Remembering Kathi Kamen-Goldmark

25 May, 2012

I first encountered Kathi Kamen-Goldmark seven years ago when our mutual dear friend and my client, Leslie Levine, asked me to join her, Kathi and Sam Barry to lead what has come to be known as the reading and writing week at Rancho La Puerta, a health spa of some renown in Tecate, Mexico.  With her infectious grin, sparkling eyes, wicked sense of humor, and warmth, not to mention a cloud of gorgeous red curls, Kathi was a force to be reckoned with.  To know Kathi (and by that I mean, to be lucky enough to encounter her), was to fall instantly in love.  And it just got better throughout the week, as Kathi and Sam lead singalongs at the piano in the lounge at Rancho, and regaled us with stories of their publishing escapades and friends.  Kathi valiantly took part in early morning hikes, African dance class, yoga and the great fitness classes, but she lived for the Broadway dance class at week’s end, in which a tiny Asian dance master led us through Hollywood routines, leaving us breathless and panting for more.

The week’s highlight was the talent show, organized by Kathi and Sam, friends and partners in music, life, and everything else the universe has to offer.  Kathi began shamelessly recruiting for the talent show on day one of our week there, cheering on the talented and the talentless, who like I, could always be part of the back-up dancers and play the kazoo.  There is no one else in the entire world who could persuade me to make a consummate fool of myself, but there was no saying “no” to Kathi!  (Truth be told, I enjoyed making a fool of myself, but that can be our little secret.)  For the finale, Kathi, guitar in hand, would perform “The Slut Song,” her own indelible composition, and one that left us with tears of laughter pouring down our faces.

Kathi also loved our delicious swims at what Leslie called “the secret pool,” high on the hill with a stunning view of the surrounding mountains, graced with an archway looking out on to a vista of what I imagine to be a grove of cypress trees.  (A city girl, I am rather loose with my botanical terms.)

From time to time, we had to remember that we were actually there to teach and share our knowledge about reading, writing and publishing.  Kathi’s fiction-writing class made the art of writing seem like the art of the possible–and it was such fun.   No one was exempt from reading their work, yours truly included.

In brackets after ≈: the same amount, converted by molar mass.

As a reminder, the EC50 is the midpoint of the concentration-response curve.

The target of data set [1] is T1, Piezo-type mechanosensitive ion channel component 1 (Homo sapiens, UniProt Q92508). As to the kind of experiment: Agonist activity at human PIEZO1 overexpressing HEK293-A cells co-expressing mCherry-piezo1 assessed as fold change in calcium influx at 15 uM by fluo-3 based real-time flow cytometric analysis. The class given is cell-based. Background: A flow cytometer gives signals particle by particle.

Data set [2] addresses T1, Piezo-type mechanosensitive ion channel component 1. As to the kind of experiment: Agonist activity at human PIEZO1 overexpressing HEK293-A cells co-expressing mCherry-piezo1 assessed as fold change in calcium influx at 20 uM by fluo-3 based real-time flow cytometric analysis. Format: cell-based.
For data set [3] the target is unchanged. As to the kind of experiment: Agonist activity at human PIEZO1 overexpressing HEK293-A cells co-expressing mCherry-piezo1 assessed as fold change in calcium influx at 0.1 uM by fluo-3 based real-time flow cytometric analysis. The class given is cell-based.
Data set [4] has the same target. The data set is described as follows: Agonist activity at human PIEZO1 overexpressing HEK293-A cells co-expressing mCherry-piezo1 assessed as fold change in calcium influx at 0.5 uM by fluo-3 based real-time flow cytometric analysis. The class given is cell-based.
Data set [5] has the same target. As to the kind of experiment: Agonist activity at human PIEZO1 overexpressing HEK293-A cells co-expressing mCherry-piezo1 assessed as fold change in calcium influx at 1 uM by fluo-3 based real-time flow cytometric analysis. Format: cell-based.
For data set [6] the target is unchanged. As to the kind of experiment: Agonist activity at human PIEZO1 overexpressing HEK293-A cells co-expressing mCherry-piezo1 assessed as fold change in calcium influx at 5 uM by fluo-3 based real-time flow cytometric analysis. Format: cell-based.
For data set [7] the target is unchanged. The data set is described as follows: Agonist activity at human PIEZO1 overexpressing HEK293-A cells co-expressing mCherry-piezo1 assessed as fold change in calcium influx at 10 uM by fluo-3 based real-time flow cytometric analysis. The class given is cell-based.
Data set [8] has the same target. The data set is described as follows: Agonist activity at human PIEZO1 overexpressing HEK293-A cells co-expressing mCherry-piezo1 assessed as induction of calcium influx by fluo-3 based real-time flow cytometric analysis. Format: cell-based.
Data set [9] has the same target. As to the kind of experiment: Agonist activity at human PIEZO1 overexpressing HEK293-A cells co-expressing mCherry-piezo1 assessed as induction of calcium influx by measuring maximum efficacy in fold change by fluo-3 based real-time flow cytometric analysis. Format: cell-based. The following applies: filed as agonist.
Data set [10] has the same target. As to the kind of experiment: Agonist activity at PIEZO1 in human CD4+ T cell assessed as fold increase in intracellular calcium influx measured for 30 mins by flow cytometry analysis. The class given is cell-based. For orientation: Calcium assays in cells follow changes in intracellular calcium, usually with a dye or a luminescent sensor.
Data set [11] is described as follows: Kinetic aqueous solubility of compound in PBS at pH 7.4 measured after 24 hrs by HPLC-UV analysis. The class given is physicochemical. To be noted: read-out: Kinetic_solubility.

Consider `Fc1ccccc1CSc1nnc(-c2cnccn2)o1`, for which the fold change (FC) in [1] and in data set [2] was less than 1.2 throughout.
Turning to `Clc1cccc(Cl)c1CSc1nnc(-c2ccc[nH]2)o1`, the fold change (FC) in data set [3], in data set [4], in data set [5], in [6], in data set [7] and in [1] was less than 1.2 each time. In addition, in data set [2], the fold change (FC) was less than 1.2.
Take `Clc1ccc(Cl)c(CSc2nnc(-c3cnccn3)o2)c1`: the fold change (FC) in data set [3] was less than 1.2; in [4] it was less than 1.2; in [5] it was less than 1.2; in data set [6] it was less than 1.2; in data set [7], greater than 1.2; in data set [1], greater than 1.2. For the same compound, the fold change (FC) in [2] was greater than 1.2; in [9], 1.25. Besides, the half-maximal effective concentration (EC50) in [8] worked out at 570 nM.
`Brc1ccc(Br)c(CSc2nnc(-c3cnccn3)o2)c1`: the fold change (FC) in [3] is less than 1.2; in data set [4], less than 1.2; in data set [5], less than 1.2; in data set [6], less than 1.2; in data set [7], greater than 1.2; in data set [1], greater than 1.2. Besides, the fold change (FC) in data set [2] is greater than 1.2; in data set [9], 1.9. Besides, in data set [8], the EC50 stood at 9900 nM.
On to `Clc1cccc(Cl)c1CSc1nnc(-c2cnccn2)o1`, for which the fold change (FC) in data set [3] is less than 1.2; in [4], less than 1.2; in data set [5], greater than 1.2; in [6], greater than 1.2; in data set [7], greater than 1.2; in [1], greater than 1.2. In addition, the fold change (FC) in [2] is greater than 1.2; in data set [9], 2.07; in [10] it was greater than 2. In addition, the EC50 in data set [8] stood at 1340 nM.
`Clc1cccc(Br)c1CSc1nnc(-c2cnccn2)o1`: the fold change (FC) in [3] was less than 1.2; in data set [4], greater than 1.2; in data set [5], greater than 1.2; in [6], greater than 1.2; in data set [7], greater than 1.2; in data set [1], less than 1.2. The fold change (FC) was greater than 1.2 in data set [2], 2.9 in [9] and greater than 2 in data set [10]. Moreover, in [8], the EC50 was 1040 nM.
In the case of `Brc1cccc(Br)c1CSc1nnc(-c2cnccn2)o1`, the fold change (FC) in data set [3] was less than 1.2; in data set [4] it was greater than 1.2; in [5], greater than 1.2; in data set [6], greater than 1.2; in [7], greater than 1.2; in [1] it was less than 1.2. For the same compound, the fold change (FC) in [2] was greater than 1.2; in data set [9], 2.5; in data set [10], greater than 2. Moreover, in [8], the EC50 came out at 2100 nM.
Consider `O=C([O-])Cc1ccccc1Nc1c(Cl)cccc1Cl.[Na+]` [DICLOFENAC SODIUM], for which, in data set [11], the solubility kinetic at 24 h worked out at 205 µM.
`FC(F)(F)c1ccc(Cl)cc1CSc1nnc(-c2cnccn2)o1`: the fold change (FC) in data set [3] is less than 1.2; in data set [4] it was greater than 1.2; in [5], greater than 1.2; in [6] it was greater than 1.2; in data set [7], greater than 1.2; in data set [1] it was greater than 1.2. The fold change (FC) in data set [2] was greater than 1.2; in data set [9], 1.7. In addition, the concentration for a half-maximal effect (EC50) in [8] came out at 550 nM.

So most years, I totally looked forward to seeing Kathi, bright halo of hair surrounding her merry face, at Rancho and sharing the good times and mischief.  I knew that Kathi had so many friends, countless friends, and felt lucky that in my own little way, I had been admitted at least into the outer circle.  In time, Kathi and Sam got married, and it was a joy to witness the tenderness with which they treated each other.

So when Kathi and Sam asked me if I’d represent them for a book they planned to write together on their journey through cancer, each of them as both patient and caregiver (Sam had also had a scare with colon cancer), I was deeply touched and I vowed to place the book in the best of publishing hands. I felt truly honored to be working with them. They wrote a brilliant proposal that was actually laugh-out-loud funny in parts.  I found a wonderful editor who had lost her sister to cancer the year before.  As Kathi put it, if she had to go through this hellish experience, she wanted at least to be able to share what she and Sam had learned along the way.   Sadly, just as we were waiting to receive the fully executed contract, I received the news that Kathi had only perhaps a day or even hours to live.

I hate that Kathi had to suffer, to be scared, and to die. It feels shockingly cruel.  But I take some comfort in that she lived so richly that most of us would be lucky to sample the crumbs of the banquet that she laid out daily for everyone she touched.

Kathi, you were and remain a goddess.  Thank you for letting me know  you, even a little bit.

Love, Joelle

(Kathi above with Leslie Levine)